Black veterans’ devotion to the nation

By: By Larry Sutton - Contributing columnist

Joining countless other communities across America, the Sampson County community will pause Monday evening, Feb. 26 to reflect on the legacy of black Americans’ participation in America’s wars. As part of February’s Black History Month celebration, the Sampson County NAACP and the Sampson County Chapter of the North Carolina A&T State University Alumni Association will host a historic gathering to honor those brave men and women who served this country in the armed forces, defending the American ideals of freedom and democracy.

In fact, black Americans have served their country in every American war, from the Revolutionary War to that of the present “War against Terrorism.”

This historic assembly will coincide with the national theme of Black History Month 2018, “African Americans in Times of War,” which was chosen to commemorate the 100 year anniversary of the end of the First World War in 1918. Hoping that their willingness to volunteer for military service would lead to better treatment, black Americans have answered the call to arms throughout the nation’s history, without reservation.

Interestingly, World War I served as a poignant reminder that historically, it has been an uphill struggle for black Americans to prove their patriotism and devotion to the defense of the nation. Many black Americans saw America’s entry into World War I, on the side of democracy, as an opportunity that might help elevate the place and status of black Americans in their own country. Unfortunately, World War I veterans returned home to the same segregation they had witnessed before they were drafted to serve in the war to “make the world safe for democracy.” However, that opportunity for equal treatment came at a slow pace, for it would take another thirty years before the integration of the military with Truman’s Executive Order 9981 in July 1948.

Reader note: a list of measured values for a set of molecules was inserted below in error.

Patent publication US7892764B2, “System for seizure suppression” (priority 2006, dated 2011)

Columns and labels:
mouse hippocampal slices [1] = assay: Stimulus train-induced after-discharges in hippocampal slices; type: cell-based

In the seventy years since 1948, black American veterans have continued their fight to win “a more even chance in American life,” as they struggled for full equality of the American promise set aside for all under our Constitution. To be sure, over the last 100 years, spurred on by the actions of black veterans, who have shown great devotion to the defense of the nation, America has made great strides in both civil and human rights. Indeed, America owes a great debt to “African Americans in Times of War.”

So, it is my fervent hope that you will make time in your busy schedule to join us on Monday, Feb. 26 at First Baptist Church, 900 College St., Clinton, as we remember “African Americans in Times of War,” beginning at 6 p.m.

This celebration will mark the 92nd year of the inception of Black History Month, which was organized by Dr. Carter G. Woodson, the father of black history, who devoted his life and work to changing the way the nation viewed black Americans and how black Americans viewed themselves.

By Larry Sutton

Contributing columnist

Larry Sutton is a retired teacher from Clinton High School.

Larry Sutton is a retired teacher from Clinton High School.